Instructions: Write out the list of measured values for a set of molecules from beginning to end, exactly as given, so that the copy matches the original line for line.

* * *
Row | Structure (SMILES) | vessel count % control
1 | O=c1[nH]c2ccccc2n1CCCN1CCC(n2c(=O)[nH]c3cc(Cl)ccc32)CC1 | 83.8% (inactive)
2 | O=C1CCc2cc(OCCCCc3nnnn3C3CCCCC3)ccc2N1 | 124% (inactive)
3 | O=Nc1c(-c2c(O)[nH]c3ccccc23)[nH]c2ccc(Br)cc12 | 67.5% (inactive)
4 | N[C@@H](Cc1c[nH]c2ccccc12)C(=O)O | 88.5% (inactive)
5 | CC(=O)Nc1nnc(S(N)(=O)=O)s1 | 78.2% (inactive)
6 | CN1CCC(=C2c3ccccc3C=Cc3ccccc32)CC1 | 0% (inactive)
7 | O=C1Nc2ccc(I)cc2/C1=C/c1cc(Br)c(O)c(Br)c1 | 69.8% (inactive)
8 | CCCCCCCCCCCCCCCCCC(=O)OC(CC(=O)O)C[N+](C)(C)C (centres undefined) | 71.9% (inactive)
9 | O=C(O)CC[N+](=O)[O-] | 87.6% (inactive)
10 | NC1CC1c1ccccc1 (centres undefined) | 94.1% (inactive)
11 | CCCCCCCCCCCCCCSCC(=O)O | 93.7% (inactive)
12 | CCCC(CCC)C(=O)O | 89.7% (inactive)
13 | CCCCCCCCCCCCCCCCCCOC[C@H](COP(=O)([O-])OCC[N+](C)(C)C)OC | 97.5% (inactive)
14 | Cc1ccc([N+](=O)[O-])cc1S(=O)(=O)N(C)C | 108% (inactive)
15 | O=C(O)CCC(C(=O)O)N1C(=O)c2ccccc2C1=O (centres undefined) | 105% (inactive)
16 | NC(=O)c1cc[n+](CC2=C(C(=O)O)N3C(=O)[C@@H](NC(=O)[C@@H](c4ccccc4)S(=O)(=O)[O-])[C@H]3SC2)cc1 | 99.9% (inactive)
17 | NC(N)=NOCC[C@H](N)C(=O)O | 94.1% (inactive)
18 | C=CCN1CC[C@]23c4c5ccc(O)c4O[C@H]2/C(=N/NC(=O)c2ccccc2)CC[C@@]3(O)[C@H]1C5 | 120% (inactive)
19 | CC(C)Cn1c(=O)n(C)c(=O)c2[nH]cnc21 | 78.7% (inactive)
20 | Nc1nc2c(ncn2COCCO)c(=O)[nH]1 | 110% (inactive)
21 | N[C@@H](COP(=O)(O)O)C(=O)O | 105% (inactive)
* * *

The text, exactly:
Row | Structure (SMILES) | vessel count % control
1 | O=c1[nH]c2ccccc2n1CCCN1CCC(n2c(=O)[nH]c3cc(Cl)ccc32)CC1 | 83.8% (inactive)
2 | O=C1CCc2cc(OCCCCc3nnnn3C3CCCCC3)ccc2N1 | 124% (inactive)
3 | O=Nc1c(-c2c(O)[nH]c3ccccc23)[nH]c2ccc(Br)cc12 | 67.5% (inactive)
4 | N[C@@H](Cc1c[nH]c2ccccc12)C(=O)O | 88.5% (inactive)
5 | CC(=O)Nc1nnc(S(N)(=O)=O)s1 | 78.2% (inactive)
6 | CN1CCC(=C2c3ccccc3C=Cc3ccccc32)CC1 | 0% (inactive)
7 | O=C1Nc2ccc(I)cc2/C1=C/c1cc(Br)c(O)c(Br)c1 | 69.8% (inactive)
8 | CCCCCCCCCCCCCCCCCC(=O)OC(CC(=O)O)C[N+](C)(C)C (centres undefined) | 71.9% (inactive)
9 | O=C(O)CC[N+](=O)[O-] | 87.6% (inactive)
10 | NC1CC1c1ccccc1 (centres undefined) | 94.1% (inactive)
11 | CCCCCCCCCCCCCCSCC(=O)O | 93.7% (inactive)
12 | CCCC(CCC)C(=O)O | 89.7% (inactive)
13 | CCCCCCCCCCCCCCCCCCOC[C@H](COP(=O)([O-])OCC[N+](C)(C)C)OC | 97.5% (inactive)
14 | Cc1ccc([N+](=O)[O-])cc1S(=O)(=O)N(C)C | 108% (inactive)
15 | O=C(O)CCC(C(=O)O)N1C(=O)c2ccccc2C1=O (centres undefined) | 105% (inactive)
16 | NC(=O)c1cc[n+](CC2=C(C(=O)O)N3C(=O)[C@@H](NC(=O)[C@@H](c4ccccc4)S(=O)(=O)[O-])[C@H]3SC2)cc1 | 99.9% (inactive)
17 | NC(N)=NOCC[C@H](N)C(=O)O | 94.1% (inactive)
18 | C=CCN1CC[C@]23c4c5ccc(O)c4O[C@H]2/C(=N/NC(=O)c2ccccc2)CC[C@@]3(O)[C@H]1C5 | 120% (inactive)
19 | CC(C)Cn1c(=O)n(C)c(=O)c2[nH]cnc21 | 78.7% (inactive)
20 | Nc1nc2c(ncn2COCCO)c(=O)[nH]1 | 110% (inactive)
21 | N[C@@H](COP(=O)(O)O)C(=O)O | 105% (inactive)